Is the metaverse a bubble waiting to pop?

Discussion
Source: “The Metaverse and How We’ll Build It Together” – Meta
Feb 01, 2022

Bernard Arnault, CEO of LVMH, said the French luxury group is willing to wait to embrace the metaverse and remains wary of potentially speculative bubbles.

“This is a virtual world. And right now, we are very much in a down-to-earth world,” Mr. Arnault said last week on LVMH’s fourth-quarter analyst call.  “We want real product, selling for real.”

Mr. Arnault conceded that it’s “rather thought provoking” to see non-fungible tokens (NFTs) generating profits.

For now, however, he added, “We are not interested in selling virtual sneakers for 10 euros. We’re not into that. There may be more relevant applications, but we have to see what these applications might be.”

Mr. Arnault further added that LVMH is “wary of bubbles” that have happened in past digital phases. He elaborated, “At the beginning of the internet in the 2000s, there were all sorts of things cropping up — left, right and center. And that was a bubble that burst.”

Many firms, he added, likewise later tried to create social platforms similar to Facebook but “only one pulled through and the others failed. So we have to sound the note of caution.”

Gucci, Prada, Balenciaga and other luxury players have been experimenting with branded in-game characters and NFTs across a range of virtual platforms.

A recent Morgan Stanley study estimated the metaverse could represent a revenue opportunity of $56 billion for luxury, or 10 percent of the marketplace by 2030, with early adopters benefiting. The report stated, “NFTs and social gaming present two near-term opportunities for luxury brands, allowing them to monetize their vast IP (intellectual property) built over decades.”

Hype around the metaverse as the next internet revolution has shot up since Facebook’s name change to Meta, but the underlying technology is seen by even metaverse proponents to be in the early stages. Turbulence is expected as platforms are developed.

Cathy Hackl, chief metaverse officer at the Futures Intelligence Group, told Vogue Business, “We’ve seen hype cycles in the tech industry before that have led to bubbles. We will possibly see area specific bubbles and market corrections [in the metaverse].”

DISCUSSION QUESTIONS: What signs would indicate whether parts or all of the metaverse is a bubble? Is a first-mover advantage worth much now, and how can retailers and brands protect themselves from potential fallouts?

Please practice The RetailWire Golden Rule when submitting your comments.
Braintrust
"All new tech goes through a bubble phase, before the dominant players emerge."
"As to first-mover advantage, where were these guys almost 60 years ago when this all was really new?"
"But out of the bubble are real use cases where NFTs become digital deeds to loyalty rewards, physical products, real world experiences."

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19 Comments on "Is the metaverse a bubble waiting to pop?"


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Bob Amster
BrainTrust

If prices continue to grow for virtual products, that will define the bubble. When current consumers/players grow a little older, and the next generation of gamers doesn’t see the fun in it, that’s when the bubble will burst.

Cathy Hotka
BrainTrust

P. T. Barnum famously said “There’s a sucker born every minute.”

Jeff Sward
BrainTrust

I have to go with Mr. Arnaut’s line of thought. “We want real product, selling for real.” The metaverse is going to be very real and it will be an absolute blast in many ways. But – when I shop online, it’s research. When I shop in-store, it’s discovery. When I shop online, I have curiosity. When I shop in-store, I have intent. When I shop online, I have questions. When I shop in-store I have answers and confirmation.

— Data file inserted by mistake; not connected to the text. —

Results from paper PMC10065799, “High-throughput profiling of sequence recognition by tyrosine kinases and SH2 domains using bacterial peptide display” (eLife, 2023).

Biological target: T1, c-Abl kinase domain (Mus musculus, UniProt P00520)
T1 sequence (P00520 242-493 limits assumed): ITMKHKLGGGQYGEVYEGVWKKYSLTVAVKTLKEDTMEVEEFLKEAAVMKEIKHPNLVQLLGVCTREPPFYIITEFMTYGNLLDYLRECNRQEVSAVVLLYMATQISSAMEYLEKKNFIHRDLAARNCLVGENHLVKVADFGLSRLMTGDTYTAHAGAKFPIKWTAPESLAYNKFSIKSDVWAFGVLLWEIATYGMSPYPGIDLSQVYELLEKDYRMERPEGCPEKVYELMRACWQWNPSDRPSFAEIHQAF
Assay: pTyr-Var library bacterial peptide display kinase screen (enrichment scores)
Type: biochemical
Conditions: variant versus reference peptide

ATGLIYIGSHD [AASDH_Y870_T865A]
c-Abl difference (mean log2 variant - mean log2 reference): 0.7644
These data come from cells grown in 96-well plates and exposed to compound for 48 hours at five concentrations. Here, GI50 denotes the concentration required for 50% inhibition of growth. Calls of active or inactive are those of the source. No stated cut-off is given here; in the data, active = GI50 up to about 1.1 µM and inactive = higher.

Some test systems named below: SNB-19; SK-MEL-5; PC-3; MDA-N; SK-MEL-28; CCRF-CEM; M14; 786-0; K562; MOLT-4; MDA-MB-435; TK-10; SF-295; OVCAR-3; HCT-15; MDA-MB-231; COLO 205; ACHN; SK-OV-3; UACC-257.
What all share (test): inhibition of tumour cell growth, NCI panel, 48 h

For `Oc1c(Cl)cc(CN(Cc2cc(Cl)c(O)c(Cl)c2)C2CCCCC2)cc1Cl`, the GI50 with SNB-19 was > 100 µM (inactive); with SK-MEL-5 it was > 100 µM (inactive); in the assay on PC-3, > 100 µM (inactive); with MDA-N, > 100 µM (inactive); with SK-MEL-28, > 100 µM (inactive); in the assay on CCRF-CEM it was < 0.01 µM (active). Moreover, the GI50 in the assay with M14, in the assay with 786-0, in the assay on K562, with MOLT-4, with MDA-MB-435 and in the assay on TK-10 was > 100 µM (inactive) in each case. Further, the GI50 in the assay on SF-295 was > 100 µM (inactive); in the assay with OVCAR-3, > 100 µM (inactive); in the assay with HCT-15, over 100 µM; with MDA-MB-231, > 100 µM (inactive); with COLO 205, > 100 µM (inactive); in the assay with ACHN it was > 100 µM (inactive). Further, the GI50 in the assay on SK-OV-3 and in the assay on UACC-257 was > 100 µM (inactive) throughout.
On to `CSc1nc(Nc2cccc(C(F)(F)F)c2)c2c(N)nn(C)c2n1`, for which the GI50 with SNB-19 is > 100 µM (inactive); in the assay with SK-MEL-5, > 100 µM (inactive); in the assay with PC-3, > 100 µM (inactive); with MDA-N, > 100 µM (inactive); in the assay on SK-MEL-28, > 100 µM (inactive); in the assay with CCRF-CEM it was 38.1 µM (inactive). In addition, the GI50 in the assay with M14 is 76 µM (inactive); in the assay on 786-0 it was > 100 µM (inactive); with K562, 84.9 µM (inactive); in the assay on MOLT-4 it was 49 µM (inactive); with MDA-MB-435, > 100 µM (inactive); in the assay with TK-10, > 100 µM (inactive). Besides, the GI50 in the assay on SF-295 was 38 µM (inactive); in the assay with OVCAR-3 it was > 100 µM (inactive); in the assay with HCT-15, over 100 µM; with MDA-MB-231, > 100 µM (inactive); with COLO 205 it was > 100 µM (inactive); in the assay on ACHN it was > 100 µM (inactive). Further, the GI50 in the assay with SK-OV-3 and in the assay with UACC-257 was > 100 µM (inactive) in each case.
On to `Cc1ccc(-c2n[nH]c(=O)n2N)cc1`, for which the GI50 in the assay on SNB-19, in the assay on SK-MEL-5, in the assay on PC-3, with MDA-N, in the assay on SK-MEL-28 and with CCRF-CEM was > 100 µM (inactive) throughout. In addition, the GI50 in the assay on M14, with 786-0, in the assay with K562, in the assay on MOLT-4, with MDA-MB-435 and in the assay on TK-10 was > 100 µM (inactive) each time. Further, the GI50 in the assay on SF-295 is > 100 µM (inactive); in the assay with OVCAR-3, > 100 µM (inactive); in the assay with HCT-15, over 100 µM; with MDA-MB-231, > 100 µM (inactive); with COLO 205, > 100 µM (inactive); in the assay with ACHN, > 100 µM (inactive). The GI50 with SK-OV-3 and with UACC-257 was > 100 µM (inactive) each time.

Nicola Kinsella
BrainTrust

All new tech goes through a bubble phase, before the dominant players emerge.
First mover advantages are probably more at the platform level rather than the individual brand level. But if innovation is a core part of your brand, then you need to dabble in the space early. Especially if you want to attract Gen Z. Brand impressions in the formative years count.

That said, finding the right balance between dabbling and learning lessons early versus waiting for a platform winner to emerge, along with tools to accelerate rollout of metaverse experiences, will be key to success.

Brandon Rael
BrainTrust

The metaverse is the collective, persistent, parallel reality created by the stitching of all virtual worlds to form a universe that we can seamlessly traverse. This sounds far too futuristic and advanced to start formulating monetizing the metaverse.

However there are plans already in motion, especially as Amazon’s Livestream gaming platform Twitch boasts more than 140 million unique monthly users who, as a group, watched almost 2.2 billion hours of livestreamed content in April of this year alone. Nike is one of the companies to watch in 2022 in and around the metaverse. The company continues to deliver and innovate products that connect with local consumers by promoting a healthy lifestyle and other important societal themes.

Nike has also teamed up with Roblox to establish a virtual world called Nikeland. Companies see entering the metaverse as a way to potentially reach younger consumers and hopefully translate those engagements in a virtual setting into actual sales in the real world.

Chuck Ehredt
BrainTrust
This is a serious topic and brands need to think seriously about how they will be portrayed in the metaverse, what they want to stand for, and how much control they want to have over their image in a virtual world. I agree it is early stages and a lot of the infrastructure still needs to be built, but most people would be surprised by how much content already exists in augmented and virtual reality domains. Who knows if Gucci can sell virtual handbags for $10 or $100, but figuring out whether and how a brand wants to be visible in the future depends on how they tinker with the technology over the coming years. I don´t believe customers will flock to virtual stores that look like existing physical stores, but shopping for and influencing real-world purchases will absolutely exist. We may not know for years whether this will be big or huge, but brands that put their customers first will want to experiment with how they can engage with those customers where those customers… Read more »
Neil Saunders
BrainTrust

Is the metaverse going to play a bigger role in the future? Most certainly. Will it be the predominant way of shopping and buying? Most certainly not! We are physical beings living in a physical world, that is a fundamental truth that influences how we shop, consume and live.